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I see that few companies are trying to integrate the Hardware required to drive CFL and the communication module together in the existing small base of the CFL bulb, If we think outside the box and have this hardware external to CFL/LED bulbs, then it will be easy to maintain/upgrade the hardware and also the initial/replacement cost of the bulb will be cheaper.
Any thoughts on this?
The problem is the screw-in bulb form factor. Shoehorning a power converter and heat-sink into a standard size bulb will continue to yield substandard replacements. The I/O for traditional bulbs is inadequate (dimmers and 3-way switches) to make significant improvements in usability. The power supplies need to be made more reliable and their heat positioned away from the LED module. The fixture needs to provide the heat sink for the LED. I have seen some of this with integrated LED pot-lights, and some desk lamps, but not in other built-in lights for consumers. The problem is that the fixture industry does not see themselves in the electronics industry. Second is that for long-lived fixtures, the consumable replacements are not standardized - should there be separate power supply and LED replacement options?
Lighting research and adoption by the society is very slow I agree with Himanshu Gupta' comment. Event today still at most of the places we see the conventional switches, none of the affordable and reliable replacement of the mechanical switches are there in the market today. Yes but it is equally true to have development, so the show must go on.
Why not a single adjustable light bulb? Today we buy 40, 60, 75, 100, and 150 watt light bulbs. Why not a single bulb with a base switch to set the desired output? It could even have a second switch to set the desired color temperature. Then a single bulb could fill all applications in legacy light fixtures and avoid the need to warehouse a variety or depend upon unreliable "three way" switches. One challenge is device footprint. The high wattage (CFL and LED) bulbs are too big to fit into many light fixtures. Once size and cost are reduced, the "one bulb fits all" can become a reality.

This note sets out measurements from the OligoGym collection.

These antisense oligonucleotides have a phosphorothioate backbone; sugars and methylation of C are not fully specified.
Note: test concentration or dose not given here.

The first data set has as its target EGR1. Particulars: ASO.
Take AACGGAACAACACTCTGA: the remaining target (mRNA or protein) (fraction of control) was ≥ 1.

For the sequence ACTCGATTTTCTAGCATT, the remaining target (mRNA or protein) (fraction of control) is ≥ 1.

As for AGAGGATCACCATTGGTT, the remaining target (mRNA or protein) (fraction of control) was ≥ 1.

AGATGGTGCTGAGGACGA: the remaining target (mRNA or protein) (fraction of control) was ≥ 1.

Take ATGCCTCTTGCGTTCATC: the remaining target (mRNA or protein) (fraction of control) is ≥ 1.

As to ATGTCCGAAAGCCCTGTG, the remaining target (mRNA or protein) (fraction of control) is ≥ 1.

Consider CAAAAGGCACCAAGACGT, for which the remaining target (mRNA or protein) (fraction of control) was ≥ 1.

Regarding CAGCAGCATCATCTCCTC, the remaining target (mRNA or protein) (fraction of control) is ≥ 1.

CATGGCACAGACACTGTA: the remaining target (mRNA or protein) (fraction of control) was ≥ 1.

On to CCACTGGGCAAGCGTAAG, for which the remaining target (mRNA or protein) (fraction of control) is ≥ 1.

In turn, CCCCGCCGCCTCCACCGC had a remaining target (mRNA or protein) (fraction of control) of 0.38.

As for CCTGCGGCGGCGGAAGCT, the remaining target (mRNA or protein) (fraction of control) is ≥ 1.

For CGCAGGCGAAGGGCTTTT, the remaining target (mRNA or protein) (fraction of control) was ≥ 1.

There are a couple of questions needed to be addressed before next generation lighting solution becoming widely adopted.
1) Price is always the main driver. Price/ Lumen is a good way to look at it. However, if the price of LED lighting is not getting closer to the price of CFL, the adaptation will be very slow.
2) Life time of the product is another driver. Compared to incandescent light bulb, CFL last 3-5 times as much. The price reflects that properly. CFL does take 3-5 years for the crowd to adopt. The adaption in the States doesn't really take off until PG&E heavily subsidize few years ago. LED lighting is claim to be lasted 10 times longer than incandescent light bulb. Now, consumers will be more than happy to see a proof.
3) Availability of different lumen bulbs is important to the market. I used different brightness in different area. For example, I would like the den to be bright so that I can read and work better. I prefer to have my living room a little bit dimmer in addition to that I am able to control the brightness. Dimmable light bulb is a must. The last time I checked, LED light bulb has 40W equivalent incandescent light bulb. Where is the 100W equivalent?
4) If the BOM cost is heavily driven by the power electronic of an LED light bulb, shall the form factor and the presentation of the product be changed so as to increase the rate of adaptation?
"Intelligent lighting parameters should enable the user to adjust the quality, the quantity and the direction of light."
...sounds interesting...I get "the quantity", "the direction", but what is it meant by "adjust the quality" of light? Color?